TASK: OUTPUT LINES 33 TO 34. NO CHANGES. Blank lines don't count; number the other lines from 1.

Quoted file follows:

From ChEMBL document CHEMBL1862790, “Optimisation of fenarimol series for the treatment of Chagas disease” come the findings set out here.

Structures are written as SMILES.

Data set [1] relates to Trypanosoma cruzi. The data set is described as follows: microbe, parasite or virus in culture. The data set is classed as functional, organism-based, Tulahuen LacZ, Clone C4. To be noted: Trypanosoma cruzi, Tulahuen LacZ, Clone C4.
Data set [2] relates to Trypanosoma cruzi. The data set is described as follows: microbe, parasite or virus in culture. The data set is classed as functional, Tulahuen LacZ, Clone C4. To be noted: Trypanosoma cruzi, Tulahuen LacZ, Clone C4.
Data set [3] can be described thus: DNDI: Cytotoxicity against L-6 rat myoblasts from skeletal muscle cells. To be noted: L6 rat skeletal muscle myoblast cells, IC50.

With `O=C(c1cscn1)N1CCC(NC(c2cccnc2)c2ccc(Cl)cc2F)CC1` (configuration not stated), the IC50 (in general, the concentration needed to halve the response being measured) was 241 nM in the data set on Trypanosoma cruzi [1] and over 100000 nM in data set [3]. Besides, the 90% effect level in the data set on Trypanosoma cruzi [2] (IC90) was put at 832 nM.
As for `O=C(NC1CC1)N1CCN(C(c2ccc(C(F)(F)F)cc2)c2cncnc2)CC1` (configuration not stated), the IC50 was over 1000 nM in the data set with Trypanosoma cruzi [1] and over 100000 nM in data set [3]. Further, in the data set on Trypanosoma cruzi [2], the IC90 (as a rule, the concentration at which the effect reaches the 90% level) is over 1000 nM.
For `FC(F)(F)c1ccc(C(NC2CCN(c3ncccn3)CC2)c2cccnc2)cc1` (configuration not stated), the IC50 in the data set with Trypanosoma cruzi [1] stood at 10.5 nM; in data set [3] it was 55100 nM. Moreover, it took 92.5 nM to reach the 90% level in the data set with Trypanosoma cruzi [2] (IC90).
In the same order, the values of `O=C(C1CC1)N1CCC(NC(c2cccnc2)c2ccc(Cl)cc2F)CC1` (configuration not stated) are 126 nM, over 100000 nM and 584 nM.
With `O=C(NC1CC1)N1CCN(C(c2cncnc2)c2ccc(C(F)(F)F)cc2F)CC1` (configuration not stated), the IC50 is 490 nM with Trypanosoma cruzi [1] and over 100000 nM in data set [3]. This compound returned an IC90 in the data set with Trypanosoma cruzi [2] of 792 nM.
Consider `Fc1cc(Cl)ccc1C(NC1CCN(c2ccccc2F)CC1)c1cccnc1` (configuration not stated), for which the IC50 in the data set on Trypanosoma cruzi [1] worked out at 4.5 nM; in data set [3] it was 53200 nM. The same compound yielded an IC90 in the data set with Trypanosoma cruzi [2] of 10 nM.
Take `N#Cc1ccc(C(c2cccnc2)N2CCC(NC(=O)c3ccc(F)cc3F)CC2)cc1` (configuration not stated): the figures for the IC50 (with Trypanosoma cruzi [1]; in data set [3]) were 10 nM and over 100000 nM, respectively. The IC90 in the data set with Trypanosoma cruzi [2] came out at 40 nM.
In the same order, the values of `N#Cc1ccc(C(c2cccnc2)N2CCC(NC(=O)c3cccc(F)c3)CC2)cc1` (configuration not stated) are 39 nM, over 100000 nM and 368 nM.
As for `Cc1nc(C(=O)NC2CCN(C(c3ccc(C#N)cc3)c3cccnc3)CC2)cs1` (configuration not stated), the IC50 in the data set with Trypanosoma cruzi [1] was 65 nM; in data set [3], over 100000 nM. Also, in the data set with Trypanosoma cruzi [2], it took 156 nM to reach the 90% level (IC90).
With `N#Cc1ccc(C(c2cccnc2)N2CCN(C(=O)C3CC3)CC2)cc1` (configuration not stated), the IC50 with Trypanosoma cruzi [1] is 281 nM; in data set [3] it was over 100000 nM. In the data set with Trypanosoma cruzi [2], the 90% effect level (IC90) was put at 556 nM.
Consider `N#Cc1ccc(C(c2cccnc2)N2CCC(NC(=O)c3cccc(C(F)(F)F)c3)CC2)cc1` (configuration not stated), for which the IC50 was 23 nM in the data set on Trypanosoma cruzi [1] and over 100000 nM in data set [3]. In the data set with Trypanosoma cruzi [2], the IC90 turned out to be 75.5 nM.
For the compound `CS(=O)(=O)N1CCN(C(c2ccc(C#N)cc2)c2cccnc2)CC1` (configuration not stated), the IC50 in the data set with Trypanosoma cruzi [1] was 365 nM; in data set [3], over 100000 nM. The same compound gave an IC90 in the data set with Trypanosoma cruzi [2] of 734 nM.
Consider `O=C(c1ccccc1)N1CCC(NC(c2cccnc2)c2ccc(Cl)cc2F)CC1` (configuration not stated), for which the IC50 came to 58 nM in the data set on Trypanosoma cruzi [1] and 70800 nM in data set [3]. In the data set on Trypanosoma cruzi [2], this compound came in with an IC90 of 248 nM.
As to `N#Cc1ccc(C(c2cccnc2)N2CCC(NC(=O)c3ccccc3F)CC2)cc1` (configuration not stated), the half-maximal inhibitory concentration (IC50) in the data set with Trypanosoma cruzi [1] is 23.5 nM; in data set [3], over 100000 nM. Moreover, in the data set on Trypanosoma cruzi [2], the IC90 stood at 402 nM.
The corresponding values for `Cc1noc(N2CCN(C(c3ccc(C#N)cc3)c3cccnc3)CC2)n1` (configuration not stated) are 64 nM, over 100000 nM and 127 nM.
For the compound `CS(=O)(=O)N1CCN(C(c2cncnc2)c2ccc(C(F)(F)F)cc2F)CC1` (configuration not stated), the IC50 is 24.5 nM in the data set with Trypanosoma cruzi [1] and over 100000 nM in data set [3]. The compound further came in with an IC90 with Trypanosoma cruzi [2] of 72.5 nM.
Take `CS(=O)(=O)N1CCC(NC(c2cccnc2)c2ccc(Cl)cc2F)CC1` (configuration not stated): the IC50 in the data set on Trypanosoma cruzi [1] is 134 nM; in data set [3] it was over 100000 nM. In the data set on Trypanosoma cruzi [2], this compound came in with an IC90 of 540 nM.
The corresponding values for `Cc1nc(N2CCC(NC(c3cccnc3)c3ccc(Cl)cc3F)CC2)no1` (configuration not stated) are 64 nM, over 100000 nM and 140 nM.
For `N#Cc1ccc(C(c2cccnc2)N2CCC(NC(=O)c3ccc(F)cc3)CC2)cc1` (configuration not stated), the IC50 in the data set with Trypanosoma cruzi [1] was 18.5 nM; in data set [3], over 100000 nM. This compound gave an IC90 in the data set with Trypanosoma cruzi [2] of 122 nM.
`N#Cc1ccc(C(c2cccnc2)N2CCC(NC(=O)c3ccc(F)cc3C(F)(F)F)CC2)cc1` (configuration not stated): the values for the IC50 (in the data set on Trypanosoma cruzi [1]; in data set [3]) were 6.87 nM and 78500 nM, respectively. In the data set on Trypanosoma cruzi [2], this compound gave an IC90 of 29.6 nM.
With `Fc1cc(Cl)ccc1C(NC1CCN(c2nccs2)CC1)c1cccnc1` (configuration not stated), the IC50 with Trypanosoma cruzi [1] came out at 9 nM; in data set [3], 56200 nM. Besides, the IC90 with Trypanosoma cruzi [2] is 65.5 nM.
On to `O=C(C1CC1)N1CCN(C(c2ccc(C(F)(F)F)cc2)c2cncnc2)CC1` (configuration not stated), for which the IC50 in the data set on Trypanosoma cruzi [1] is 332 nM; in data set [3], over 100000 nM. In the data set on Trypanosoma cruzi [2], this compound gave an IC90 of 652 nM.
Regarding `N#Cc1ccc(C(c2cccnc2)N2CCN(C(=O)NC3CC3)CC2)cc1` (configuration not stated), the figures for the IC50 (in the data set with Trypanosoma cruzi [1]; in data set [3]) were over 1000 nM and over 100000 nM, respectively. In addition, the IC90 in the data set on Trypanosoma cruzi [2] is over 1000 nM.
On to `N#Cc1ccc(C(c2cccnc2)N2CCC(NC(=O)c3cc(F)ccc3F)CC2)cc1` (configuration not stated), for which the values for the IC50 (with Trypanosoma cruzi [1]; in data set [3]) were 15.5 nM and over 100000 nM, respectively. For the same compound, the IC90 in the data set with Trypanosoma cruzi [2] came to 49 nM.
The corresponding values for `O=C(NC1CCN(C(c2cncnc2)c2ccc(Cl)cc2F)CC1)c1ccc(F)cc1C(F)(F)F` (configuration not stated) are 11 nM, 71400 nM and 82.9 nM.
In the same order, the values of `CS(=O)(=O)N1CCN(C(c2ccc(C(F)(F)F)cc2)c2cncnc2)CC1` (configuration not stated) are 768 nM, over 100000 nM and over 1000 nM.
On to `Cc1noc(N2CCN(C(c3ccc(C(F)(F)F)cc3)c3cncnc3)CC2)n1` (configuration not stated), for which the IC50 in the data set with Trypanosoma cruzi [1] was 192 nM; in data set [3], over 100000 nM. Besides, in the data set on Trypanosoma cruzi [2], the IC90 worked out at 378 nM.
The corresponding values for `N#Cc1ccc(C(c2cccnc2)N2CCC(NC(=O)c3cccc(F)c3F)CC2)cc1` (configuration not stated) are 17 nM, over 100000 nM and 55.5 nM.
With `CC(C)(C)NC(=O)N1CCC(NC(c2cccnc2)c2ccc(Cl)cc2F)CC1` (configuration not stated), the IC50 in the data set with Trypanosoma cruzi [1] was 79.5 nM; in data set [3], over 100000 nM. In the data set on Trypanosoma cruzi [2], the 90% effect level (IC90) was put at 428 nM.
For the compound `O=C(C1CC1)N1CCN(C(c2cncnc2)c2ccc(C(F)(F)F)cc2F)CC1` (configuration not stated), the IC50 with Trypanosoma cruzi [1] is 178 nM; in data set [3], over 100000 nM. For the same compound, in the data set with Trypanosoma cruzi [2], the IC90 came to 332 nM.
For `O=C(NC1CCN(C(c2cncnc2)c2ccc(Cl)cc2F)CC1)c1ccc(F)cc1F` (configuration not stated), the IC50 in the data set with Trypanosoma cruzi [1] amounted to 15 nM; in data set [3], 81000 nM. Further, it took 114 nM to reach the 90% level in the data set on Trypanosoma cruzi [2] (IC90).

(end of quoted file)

The corresponding values for `N#Cc1ccc(C(c2cccnc2)N2CCC(NC(=O)c3cccc(F)c3F)CC2)cc1` (configuration not stated) are 17 nM, over 100000 nM and 55.5 nM.
With `CC(C)(C)NC(=O)N1CCC(NC(c2cccnc2)c2ccc(Cl)cc2F)CC1` (configuration not stated), the IC50 in the data set with Trypanosoma cruzi [1] was 79.5 nM; in data set [3], over 100000 nM. In the data set on Trypanosoma cruzi [2], the 90% effect level (IC90) was put at 428 nM.